Wednesday, September 22, 2010

Bog Off - Exhibit 29 Chester Station


As bogoff's go, Chester Station's isn't too bad. It's a good size, with more than enough room to manoeuvre a wheelchair alongside the loo. It was clean, apart from the loo paper sheets dropped on top of the sanpro waste disposal , and it didn't smell. There is a full-length mirror and there was plenty of contrast for people with visual problems - a good number of navy-blue grab rails stood out well from the white walls and turquoise door and flooring.

But oh dear, points must be deducted. There was no coat hook, which I always find a major annoyance. Ordinary public loos have hooks but the people that design bogoffs seem to think us crips don't wear coats, or carry handbags. And there was no privacy curtain. I don't think I have ever yet used a disabled toilet that has one, yet they are a very cheap and effective way to spare someone's blushes if the door needs to be opened in an emergency. Chester station's bogoff had one small advantage here in that the disabled toilet is inside the main door for all the public toilets and tucked into a corner, so should help need to be summoned you wouldn't be completely exposed to the gaze of passers by.


Talking of help and emergencies, I noticed immediately that the alarm cord was hanging well over a meter above floor level. Worse, it was wedged behind the loo roll dispenser. Tugging at it carefully failed to dislodge it and I was wary of tugging too hard in case I triggered it. It was impossible to tell if it was just too short or if the cleaners had knotted up the length and wedged it up out of the way of the floor polisher. Either way, I was worried about collapsing on the floor as I would not have been able to signal for assistance.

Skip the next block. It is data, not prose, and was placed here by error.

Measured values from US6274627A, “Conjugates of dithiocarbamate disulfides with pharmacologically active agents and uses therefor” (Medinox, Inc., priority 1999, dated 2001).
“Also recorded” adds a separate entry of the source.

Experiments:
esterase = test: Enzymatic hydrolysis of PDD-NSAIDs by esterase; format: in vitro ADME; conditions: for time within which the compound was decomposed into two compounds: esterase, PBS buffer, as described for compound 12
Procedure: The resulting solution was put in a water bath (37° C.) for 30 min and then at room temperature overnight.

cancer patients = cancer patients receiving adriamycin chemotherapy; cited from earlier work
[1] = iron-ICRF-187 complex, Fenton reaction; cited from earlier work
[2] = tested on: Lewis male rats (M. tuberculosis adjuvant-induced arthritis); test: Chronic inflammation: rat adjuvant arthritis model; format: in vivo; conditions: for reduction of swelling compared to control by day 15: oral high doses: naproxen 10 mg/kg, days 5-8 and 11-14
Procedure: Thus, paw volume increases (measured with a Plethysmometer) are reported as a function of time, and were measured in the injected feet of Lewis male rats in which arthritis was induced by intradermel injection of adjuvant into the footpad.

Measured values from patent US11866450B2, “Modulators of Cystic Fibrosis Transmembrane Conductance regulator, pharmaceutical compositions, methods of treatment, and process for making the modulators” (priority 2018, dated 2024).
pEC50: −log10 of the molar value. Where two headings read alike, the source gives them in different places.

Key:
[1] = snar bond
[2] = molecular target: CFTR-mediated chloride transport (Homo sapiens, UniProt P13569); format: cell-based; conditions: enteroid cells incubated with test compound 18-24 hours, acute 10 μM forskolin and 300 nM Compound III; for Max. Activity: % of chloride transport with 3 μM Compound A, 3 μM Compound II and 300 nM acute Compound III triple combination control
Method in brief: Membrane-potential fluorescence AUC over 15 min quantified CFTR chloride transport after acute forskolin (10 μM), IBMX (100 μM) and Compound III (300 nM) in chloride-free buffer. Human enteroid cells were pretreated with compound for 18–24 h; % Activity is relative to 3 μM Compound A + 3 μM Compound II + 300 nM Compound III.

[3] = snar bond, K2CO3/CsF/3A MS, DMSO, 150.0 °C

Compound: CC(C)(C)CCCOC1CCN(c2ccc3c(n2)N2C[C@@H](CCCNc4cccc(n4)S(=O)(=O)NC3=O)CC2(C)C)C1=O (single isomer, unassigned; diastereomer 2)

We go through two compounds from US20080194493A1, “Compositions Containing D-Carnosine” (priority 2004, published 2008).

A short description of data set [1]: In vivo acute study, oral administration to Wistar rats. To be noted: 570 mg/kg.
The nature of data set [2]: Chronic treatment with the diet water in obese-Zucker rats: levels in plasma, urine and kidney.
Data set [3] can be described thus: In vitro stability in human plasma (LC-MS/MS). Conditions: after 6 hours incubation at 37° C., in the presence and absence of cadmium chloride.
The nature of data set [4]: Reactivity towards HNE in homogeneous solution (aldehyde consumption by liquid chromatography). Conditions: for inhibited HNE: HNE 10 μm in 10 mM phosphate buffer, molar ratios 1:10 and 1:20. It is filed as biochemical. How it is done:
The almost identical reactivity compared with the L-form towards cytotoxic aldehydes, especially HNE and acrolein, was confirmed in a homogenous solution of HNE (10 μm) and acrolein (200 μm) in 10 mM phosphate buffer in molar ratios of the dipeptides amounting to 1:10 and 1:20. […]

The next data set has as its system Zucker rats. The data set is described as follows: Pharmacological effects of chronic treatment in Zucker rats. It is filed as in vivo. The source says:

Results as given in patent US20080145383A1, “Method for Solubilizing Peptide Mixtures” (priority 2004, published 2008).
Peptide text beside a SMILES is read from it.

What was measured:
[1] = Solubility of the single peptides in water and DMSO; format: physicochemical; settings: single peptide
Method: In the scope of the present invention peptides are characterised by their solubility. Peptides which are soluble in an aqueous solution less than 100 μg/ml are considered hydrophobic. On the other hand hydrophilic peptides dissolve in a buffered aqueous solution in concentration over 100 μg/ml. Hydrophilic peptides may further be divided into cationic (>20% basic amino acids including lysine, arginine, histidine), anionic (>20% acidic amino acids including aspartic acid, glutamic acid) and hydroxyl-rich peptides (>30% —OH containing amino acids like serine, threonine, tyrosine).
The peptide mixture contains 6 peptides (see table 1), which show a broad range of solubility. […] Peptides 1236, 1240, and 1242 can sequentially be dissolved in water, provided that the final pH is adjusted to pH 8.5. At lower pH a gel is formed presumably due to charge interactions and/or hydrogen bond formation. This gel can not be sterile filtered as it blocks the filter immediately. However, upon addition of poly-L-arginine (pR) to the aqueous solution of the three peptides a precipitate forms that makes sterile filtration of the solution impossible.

I was incensed enough that I complained immediately at the customer service desk, explaining that the cord was illegally short and anyone in trouble wouldn't be able to get help. To his credit, the man I spoke to promised to investiage immediately and sort it out. I hope he did.

6.5/10. It would have been 9.5 if the alarm cord had been properly positioned.

Words and pictures by Louise Bolotin 
Thanks Louise!

4 comments:

Mary said...

I did see a loo with a privacy curtain a couple of weeks ago. It was in the RADAR cubicle of the ladies public loo opposite the Swan Fountain in Stratford-upon-Avon. Clean, reasonably well equipped, nothing in the transfer space, and the emergency cord was swinging free just a couple of inches off the ground, with a washer tied to the end to keep it hanging.

Only two downsides: the lock wasn't great (you couldn't tell that it had *locked* unless you actually tried the door, which I hate doing because people outside start to assume you're trapped) and the rails weren't a contrasting colour.

I was very impressed, although there are better reasons to go to Stratford than to see a loo with a privacy curtain.

Steve Sparshott said...

Recently I've been impressed by a café in Old St, London called Look Mum No hands, the Courtauld Institute, and the new Busaba restaurant (also in Old St) which was so new thee accessible loo smelled like B & Q and the pull cord handle was still wrapped in clear plastic.

kingmagic said...

Lil sis...mum is getting worried you are hanging around toilets a lot!
I think all public toilets should have doors that open outwards so its easier to get in and drag out the numerous people who are drunk/drugged/asleep/collapsed who frequent them!
Last one I was called to involved an 18 year old female who had drunk 2 large bottles of vodka as well as numerous halves of lager! According to her friend(?) her drink must have been spiked!!!

Steph said...

Cheers! Louise

I'm lucky enough not to need to use disabled toilets but you make some excellent points.

I love your sense of humour re lack of coat hooks LOL

Hi! Bendy

Hope this finds you keeping well in your new abode?